When I set my mind to thinking of a night out in Ireland, I think of a cozy pub and a tall pint of dark stout. I think of warm sweaters, scarves and caps and perhaps a crackling fire. In my mind is the singing of wild Irish songs of love lost and legends of kings of old. To me, this is Ireland … the pub life, the community, the gathering, the kindred-ness.
And in some parts of Ireland, my impression is not far off. All along the West Country, in the small towns that dot the coast, or in some of the smaller places in the interior of the Emerald Isle, this is most definitely the case. It’s a place that time has not touched, where traditions have yet to be broken. But, in Dublin, this is not so. Dublin is an altogether different animal.
After spending three days gallivanting around the country, drinking pints, listening to music old and new, and having my eyes assaulted by every kind of Irish fisherman’s sweater imaginable, Dublin was a shock. The experience is not unlike any large European city like Paris or Amsterdam or Rome – the same beautiful architecture, the shared continental history, the bevy of obnoxious American tourists (guilty!). Along the main “tourist” thoroughfares though, it didn’t seem touristy, at least not to me – at first. It was Irish culture to the max: Irish songs pouring out of pubs, pints of chocolate brown stout flying down the bar into the hands of waiting patrons. It was an American’s dream of Ireland.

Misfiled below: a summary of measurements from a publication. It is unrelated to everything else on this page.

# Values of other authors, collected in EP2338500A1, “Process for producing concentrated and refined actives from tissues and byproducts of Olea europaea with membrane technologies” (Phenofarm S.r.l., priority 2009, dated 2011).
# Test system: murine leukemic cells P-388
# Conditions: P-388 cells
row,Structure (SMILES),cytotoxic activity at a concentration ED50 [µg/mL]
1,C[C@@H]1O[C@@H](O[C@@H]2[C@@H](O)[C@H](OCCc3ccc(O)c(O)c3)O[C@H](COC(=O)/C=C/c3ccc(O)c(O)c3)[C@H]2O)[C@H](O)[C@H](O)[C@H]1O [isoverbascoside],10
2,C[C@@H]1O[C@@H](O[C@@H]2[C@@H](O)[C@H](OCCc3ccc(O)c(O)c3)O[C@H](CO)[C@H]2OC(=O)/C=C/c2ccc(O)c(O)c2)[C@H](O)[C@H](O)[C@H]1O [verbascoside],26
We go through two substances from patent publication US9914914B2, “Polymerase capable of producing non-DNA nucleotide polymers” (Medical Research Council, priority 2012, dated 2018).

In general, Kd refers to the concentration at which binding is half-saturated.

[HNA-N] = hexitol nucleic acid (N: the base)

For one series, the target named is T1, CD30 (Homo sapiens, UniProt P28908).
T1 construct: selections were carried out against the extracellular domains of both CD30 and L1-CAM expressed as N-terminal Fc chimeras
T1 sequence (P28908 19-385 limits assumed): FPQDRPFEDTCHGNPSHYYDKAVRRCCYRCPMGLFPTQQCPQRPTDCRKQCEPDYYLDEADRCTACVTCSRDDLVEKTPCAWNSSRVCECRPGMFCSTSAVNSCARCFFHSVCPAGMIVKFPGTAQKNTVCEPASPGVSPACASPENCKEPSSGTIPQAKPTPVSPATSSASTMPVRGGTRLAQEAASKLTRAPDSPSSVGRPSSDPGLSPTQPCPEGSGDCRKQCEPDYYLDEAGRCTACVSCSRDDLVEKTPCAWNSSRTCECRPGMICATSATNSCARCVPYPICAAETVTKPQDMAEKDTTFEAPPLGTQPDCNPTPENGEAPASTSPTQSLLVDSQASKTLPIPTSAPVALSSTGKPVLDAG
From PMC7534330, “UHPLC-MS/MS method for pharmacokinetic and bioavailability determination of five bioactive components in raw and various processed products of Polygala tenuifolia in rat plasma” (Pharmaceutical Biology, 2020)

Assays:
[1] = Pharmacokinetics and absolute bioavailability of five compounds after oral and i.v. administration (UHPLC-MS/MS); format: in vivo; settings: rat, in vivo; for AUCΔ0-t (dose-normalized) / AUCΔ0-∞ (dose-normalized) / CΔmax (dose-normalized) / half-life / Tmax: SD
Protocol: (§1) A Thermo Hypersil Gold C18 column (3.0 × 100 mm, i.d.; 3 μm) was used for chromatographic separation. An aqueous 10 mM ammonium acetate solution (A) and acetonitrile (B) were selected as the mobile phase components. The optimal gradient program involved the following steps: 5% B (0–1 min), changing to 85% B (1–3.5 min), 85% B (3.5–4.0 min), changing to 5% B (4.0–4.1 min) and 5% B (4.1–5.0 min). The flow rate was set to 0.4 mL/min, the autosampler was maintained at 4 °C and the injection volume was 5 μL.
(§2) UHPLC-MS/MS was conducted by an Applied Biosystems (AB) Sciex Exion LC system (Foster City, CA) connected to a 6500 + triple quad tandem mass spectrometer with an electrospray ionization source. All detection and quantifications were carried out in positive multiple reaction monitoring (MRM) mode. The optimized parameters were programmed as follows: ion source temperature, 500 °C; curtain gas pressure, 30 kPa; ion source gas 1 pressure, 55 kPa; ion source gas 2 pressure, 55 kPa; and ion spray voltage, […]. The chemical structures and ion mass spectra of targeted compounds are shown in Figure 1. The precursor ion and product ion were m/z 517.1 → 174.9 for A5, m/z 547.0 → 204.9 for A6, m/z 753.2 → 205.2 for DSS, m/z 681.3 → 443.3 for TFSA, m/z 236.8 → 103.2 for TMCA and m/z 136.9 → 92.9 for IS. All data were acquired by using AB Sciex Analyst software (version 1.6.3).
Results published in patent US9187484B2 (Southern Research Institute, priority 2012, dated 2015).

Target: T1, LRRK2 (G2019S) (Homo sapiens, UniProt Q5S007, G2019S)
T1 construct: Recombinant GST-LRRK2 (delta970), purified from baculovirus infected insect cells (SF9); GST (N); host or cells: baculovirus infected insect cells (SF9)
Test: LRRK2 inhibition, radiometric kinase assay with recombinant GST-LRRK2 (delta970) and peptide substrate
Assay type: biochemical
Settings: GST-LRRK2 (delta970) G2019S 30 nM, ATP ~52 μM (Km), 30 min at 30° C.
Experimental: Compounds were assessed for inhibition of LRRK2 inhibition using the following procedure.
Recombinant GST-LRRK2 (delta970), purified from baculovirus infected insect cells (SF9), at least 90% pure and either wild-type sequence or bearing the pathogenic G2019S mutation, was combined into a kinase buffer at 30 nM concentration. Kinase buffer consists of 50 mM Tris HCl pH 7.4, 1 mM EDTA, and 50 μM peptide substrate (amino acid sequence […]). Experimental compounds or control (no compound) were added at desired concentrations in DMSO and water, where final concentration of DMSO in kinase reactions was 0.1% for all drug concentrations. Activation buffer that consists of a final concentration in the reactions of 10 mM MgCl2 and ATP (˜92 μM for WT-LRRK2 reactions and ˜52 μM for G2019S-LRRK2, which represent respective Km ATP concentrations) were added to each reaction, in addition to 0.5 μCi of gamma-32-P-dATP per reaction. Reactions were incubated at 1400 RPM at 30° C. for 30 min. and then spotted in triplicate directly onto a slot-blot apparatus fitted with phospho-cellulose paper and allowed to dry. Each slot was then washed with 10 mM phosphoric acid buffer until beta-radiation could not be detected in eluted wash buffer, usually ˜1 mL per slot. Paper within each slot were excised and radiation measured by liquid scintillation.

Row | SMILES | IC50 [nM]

But this wasn’t the real Dublin … I smelled a rat.
So, I started asking around – waiters in restaurants, a girl in a shop. Where should I go? Where do they go to grab a drink or have a bite? I knew that in their answers I would find the real Dublin, the local’s Dublin.
And their advice was stellar. Out of the smoky, Irish sing-songy bars and out onto the streets, past the major tourist haunts, I found myself on Dame Street, or on Dawson Street, where the only accents heard were those of the Dubliners. Dressed to the nines, listening to the latest American music in clubs that would rival any of those found in Vegas, New York or L.A. These places were swank.
My husband and I sat down on a tufted leather sofa, underneath a series of chandeliers gleaming and glimmering above us. The music was like something out of The Great Gatsby, but with a stronger backbeat. My own black dress felt conservative next to the rave-ready tube dresses and stilettos, and all of the men wore a suit and tie – a far cry from the scenes in my imagination. The only thing that matched my prior assumptions was that coffee-colored stout that everyone is so happily pouring and sipping, with the occasional Irish hard cider thrown in for good measure.
We hop from place to recommended place, people-watching, oohing and aahhing over the stately Georgian style buildings surrounding us. The bite of the wind at night pushed us back into the warmth and comfort of the next pub or club. And although it isn’t the Dublin of my fantasies, it is still a place of community, of gathering and kindred-ness. This is the real Dublin, the modern Dublin … and between the Guinness and glam, this city knows a good night out on the town.